I personally find opening cmd.exe, changing directory, and then copy pasting the fboot17.exe stuff from a text file to be tedious.
In the past, I've run java programs of mine by creating a shortcut on the desktop. I finally got around to looking at how I did this (I had to connect my ext. HD, since this predates my reformatting a couple months ago).
To create this initially, right click in explorer or the desktop and create a new shortcut. A window pops up and you browse to the folder with the code in it, then select the fboot17.exe. It will ask you for a name (which defaults to FBOOT17.EXE). You should give it the same name as the project folder, probably. You also get to select an icon. I like the dynamite one, personally
Here's a screenshot of the properties window that I use for my Photovore's code updates:
To properly set this up, go to the properties of the shortcut. In the General tab, the only thing of note is the shortcut's name, next to the icon. In my case, I put Photovore1.
Then in the Program tab:
The space next to the icon can be left blank. If you put something here, it will be the title of the cmd.exe window that opens when the shortcut is clicked. (in this case, I again use Photovore1)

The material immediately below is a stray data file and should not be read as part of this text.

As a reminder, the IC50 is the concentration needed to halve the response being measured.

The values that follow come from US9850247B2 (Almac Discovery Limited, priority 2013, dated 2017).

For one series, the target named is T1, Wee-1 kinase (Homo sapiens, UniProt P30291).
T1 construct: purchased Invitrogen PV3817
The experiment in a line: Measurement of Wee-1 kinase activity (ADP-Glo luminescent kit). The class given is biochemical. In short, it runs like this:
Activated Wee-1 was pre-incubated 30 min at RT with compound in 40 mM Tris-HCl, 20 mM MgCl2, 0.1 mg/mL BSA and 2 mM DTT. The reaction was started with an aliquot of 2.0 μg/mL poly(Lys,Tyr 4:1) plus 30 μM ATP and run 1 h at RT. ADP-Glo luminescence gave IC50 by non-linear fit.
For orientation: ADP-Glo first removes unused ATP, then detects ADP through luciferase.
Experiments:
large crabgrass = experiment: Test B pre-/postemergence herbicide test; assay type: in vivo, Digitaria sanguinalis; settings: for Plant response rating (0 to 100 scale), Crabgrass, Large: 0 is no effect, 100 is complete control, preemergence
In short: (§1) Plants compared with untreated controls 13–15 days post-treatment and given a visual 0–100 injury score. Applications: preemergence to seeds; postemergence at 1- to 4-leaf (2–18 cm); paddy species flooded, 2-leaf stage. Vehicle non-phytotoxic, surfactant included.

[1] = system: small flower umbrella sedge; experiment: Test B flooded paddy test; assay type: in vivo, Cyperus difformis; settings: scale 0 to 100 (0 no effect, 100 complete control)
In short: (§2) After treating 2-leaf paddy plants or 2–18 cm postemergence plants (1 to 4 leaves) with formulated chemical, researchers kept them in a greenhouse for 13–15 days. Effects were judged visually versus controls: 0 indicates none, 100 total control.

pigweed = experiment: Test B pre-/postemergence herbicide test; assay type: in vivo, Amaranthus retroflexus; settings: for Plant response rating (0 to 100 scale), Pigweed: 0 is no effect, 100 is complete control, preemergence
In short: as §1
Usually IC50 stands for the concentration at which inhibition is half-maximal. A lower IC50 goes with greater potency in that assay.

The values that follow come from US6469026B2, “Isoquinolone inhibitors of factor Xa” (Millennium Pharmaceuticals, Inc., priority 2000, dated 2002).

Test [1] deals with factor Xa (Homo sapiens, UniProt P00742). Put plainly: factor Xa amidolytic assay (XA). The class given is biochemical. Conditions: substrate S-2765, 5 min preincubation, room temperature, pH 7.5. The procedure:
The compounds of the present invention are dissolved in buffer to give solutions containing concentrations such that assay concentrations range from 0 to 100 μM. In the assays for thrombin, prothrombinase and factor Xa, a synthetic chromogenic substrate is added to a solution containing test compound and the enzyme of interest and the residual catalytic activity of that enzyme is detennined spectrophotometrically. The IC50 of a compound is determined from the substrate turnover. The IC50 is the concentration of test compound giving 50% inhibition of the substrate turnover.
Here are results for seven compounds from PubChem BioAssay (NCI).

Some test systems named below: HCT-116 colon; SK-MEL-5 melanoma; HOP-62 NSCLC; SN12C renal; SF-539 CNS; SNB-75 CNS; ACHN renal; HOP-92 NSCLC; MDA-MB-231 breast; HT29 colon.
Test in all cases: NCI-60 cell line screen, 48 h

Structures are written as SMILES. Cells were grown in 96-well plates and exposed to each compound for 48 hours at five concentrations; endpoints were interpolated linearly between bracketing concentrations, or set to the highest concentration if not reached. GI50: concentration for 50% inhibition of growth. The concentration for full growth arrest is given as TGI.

"Cmd line:" has a full entry of:C:\DOCUME~1\Eric\AVRSTU~1\PHOTOV~1\FBOOT17.EXE -b115200 -c2 -pAxon.hex -vAxon.hex
And "Working:" has:C:\DOCUME~1\Eric\AVRSTU~1\PHOTOV~1
With this setup, it should work right off. Just make sure the COM port is connected. (in my case, COM2, or -c2)
For other programs, you can simply copy the shortcut and edit the properties. The only parts you need to change are the names, and the project folder (highlighted in red in screenshot).
This second screenshot is the one that I had set up for a java program. The shortcut properties window is different, despite the fact that in both cases, my computer has been Windows XP Pro. I'm able to get this one again if I use a .exe in the system32 folder. *shrug*
If your properties window looks like this, just modify Target and Start-in to have the same contents as "Cmd line" and "Working", respectively.
And this is what it looks like while running. After it finishes, the cmd.exe window closes. You just have to open the shortcut again to do it again.